Trade

A Caribbean Headache for Obama's New Trade Rep


A Caribbean Headache for Obama's New Trade Rep

Photograph by Tan Yilmaz/Getty Images

Michael Froman, President Obama’s pick to be the chief trade negotiator for the U.S., has plenty of negotiating work ahead of him. If confirmed as U.S. Trade Representative, the former classmate of Obama’s at Harvard Law will need to address trade disputes with China and India while also hammering out free-trade deals with Asian countries (the proposed Trans-Pacific Partnership) as well as the European Union. Just a day after Obama named him for the USTR job, Froman was with the president in Mexico to help boost economic ties south of the border.

With so many challenges ahead, you can forgive Froman if fixing a dispute with the tiny country of Antigua and Barbuda doesn’t rank high on his to-do list. But unless he does find some bandwidth for the Caribbean nation, U.S. software companies, drug makers, and Hollywood studios could face significant headaches. That’s because Antigua, which has been waging a decade-long fight over American attempts to shut down the island’s online gambling industry, is threatening to allow people to ignore protection of intellectual-property rights for trademarks and copyrights.

Antigua started online gambling in the mid-1990s and enjoyed some early success before a crackdown from the U.S. Internet betting at its peak generated $3.4 billion a year for the island. By the early 2000s, though, the American government started to target the online gambling business and the money soon dried up for Antigua. The island last year had GDP of just $1.2 billion.

Antigua has taken its case to the World Trade Organization, which has ruled in the island’s favor and given the country’s government permission to retaliate against the U.S. The Caribbean nation can get $21 million a year by selling Made-in-America intellectual property—without having to pay the companies that own that IP. While $21 million might not seem like much, Antigua could potentially cause a lot of mischief by selling products for as little as a penny.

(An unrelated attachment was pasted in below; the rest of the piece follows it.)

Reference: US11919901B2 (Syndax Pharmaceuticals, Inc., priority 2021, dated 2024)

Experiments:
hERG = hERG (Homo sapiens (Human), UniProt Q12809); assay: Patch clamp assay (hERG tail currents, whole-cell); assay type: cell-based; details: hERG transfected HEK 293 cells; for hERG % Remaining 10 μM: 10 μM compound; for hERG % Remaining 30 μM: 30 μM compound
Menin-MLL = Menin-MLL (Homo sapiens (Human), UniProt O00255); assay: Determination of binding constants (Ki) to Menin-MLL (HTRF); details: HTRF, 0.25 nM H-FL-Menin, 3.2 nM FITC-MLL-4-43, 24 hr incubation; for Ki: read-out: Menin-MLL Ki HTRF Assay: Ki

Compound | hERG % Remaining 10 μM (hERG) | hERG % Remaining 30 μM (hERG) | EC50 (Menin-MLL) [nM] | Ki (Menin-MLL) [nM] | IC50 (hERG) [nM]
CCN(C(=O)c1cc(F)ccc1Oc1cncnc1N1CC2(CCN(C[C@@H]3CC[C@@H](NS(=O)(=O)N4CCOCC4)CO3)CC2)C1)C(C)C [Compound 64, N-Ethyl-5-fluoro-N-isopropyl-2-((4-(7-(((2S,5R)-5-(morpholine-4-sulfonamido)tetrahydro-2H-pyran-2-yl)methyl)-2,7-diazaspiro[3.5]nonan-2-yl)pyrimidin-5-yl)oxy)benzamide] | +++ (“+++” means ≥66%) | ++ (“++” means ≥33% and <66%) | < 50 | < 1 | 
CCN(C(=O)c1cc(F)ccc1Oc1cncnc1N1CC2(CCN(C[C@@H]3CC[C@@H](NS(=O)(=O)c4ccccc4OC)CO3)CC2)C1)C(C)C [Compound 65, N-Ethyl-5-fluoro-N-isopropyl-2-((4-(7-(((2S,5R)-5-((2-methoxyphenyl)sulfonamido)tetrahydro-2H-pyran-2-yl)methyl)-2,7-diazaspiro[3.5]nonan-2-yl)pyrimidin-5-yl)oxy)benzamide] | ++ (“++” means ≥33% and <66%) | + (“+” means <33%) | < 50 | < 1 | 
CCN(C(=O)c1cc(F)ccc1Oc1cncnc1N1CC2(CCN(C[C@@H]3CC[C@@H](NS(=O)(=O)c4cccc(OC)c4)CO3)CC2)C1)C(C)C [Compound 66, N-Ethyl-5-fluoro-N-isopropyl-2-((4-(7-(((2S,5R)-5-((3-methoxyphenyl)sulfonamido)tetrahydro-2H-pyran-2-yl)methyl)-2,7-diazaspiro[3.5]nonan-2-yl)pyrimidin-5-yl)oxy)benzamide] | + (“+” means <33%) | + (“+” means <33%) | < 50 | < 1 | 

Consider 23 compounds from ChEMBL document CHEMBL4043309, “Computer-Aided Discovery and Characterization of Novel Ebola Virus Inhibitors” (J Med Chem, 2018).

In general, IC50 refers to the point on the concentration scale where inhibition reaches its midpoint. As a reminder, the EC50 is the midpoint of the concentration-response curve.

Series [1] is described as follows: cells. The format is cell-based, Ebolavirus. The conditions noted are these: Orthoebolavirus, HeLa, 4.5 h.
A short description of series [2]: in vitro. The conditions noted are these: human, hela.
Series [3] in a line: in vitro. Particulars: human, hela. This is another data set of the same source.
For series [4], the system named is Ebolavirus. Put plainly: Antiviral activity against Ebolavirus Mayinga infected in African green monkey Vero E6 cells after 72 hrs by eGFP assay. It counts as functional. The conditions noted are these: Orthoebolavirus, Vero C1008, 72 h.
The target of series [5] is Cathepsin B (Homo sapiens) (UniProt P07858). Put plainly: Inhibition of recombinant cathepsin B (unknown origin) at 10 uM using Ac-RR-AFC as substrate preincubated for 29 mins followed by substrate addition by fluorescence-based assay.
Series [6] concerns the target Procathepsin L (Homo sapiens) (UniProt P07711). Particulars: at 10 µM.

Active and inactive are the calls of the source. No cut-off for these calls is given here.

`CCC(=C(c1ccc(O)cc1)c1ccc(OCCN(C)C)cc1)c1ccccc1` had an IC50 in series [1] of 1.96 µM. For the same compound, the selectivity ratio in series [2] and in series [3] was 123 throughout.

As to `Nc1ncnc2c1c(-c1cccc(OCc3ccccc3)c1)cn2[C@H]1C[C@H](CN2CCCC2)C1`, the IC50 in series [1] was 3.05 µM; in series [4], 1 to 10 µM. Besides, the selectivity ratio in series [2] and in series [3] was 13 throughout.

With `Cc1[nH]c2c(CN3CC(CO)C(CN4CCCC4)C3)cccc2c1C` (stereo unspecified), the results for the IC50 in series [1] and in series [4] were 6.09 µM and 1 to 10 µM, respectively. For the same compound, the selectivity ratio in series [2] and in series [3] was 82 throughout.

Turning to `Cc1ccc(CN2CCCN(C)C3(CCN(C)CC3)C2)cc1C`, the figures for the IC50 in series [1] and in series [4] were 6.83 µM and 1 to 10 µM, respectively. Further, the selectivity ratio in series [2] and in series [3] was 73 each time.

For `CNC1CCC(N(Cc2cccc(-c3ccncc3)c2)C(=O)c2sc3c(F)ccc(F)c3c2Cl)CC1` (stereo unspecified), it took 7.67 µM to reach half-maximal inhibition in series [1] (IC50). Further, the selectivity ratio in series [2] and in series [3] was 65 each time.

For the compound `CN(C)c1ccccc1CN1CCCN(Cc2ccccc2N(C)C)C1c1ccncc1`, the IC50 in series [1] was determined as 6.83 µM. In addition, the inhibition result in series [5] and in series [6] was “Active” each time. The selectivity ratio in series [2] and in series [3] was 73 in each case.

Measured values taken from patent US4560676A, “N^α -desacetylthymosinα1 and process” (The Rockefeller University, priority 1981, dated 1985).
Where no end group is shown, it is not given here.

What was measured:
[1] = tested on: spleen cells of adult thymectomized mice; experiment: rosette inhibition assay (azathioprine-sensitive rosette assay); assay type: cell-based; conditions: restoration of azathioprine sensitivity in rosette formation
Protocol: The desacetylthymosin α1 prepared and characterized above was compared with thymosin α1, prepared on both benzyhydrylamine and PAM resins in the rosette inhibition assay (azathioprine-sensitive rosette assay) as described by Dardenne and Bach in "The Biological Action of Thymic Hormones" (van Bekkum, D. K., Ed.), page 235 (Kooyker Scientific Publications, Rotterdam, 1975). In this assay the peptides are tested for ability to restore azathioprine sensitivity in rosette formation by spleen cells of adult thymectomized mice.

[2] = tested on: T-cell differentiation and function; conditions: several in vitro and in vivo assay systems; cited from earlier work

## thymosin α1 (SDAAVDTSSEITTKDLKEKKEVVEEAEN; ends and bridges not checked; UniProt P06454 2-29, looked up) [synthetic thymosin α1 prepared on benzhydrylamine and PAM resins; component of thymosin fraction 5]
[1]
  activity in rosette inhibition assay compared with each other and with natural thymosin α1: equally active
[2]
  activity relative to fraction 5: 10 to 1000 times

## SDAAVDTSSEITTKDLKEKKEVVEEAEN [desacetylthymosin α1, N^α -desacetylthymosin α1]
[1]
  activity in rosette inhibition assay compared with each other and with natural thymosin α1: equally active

The Antigua government hasn’t done that yet, but it wants the Obama administration to be on the alert.

“We would like to echo President Obama’s hope that Froman will ‘level the playing field’ for all in the international trading system,” Antigua’s Finance Minister Harold Lovell said in an e-mailed statement to Bloomberg Businessweek. “An essential first step that should be taken is to reverse the decade-long violation of international law with respect to Antigua and cross-border gaming. For over ten years, the U.S. has consistently ignored rulings by the World Trade Organization, which has done substantial damage to the Antiguan economy. Antigua looks forward to working with Mr. Froman to restore America’s credibility with its fellow WTO members.”

With U.S. companies concerned about rampant abuse of American IP in China and other developing countries, a country with a WTO-approved policy of flouting copyrights and trademarks could set a worrisome precedent. For their part, Antigua’s leaders say comparisons to counterfeiters and pirates are unfair. “It’s not piracy if you have the right to do it,” Mark Mendel, a lawyer for Antigua’s government, told the Associated Press in January.

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Einhorn is Asia regional editor in Bloomberg Businessweek’s Hong Kong bureau. Follow him on Twitter @BruceEinhorn.

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